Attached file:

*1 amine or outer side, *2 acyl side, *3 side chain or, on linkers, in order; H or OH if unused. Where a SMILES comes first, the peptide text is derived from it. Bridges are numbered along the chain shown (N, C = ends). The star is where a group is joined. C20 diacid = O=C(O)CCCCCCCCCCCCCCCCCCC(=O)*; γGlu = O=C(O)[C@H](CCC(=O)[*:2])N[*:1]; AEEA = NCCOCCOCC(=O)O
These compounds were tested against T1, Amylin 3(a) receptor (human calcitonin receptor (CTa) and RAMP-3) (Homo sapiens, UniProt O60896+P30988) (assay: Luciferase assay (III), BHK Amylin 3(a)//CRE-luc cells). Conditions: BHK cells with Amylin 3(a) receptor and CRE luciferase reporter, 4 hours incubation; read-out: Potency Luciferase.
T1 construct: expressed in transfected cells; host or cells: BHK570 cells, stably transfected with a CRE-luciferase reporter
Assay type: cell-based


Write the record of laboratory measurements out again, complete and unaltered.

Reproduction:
*1 amine or outer side, *2 acyl side, *3 side chain or, on linkers, in order; H or OH if unused. Where a SMILES comes first, the peptide text is derived from it. Bridges are numbered along the chain shown (N, C = ends). The star is where a group is joined. C20 diacid = O=C(O)CCCCCCCCCCCCCCCCCCC(=O)*; γGlu = O=C(O)[C@H](CCC(=O)[*:2])N[*:1]; AEEA = NCCOCCOCC(=O)O
These compounds were tested against T1, Amylin 3(a) receptor (human calcitonin receptor (CTa) and RAMP-3) (Homo sapiens, UniProt O60896+P30988) (assay: Luciferase assay (III), BHK Amylin 3(a)//CRE-luc cells). Conditions: BHK cells with Amylin 3(a) receptor and CRE luciferase reporter, 4 hours incubation; read-out: Potency Luciferase.
T1 construct: expressed in transfected cells; host or cells: BHK570 cells, stably transfected with a CRE-luciferase reporter
Assay type: cell-based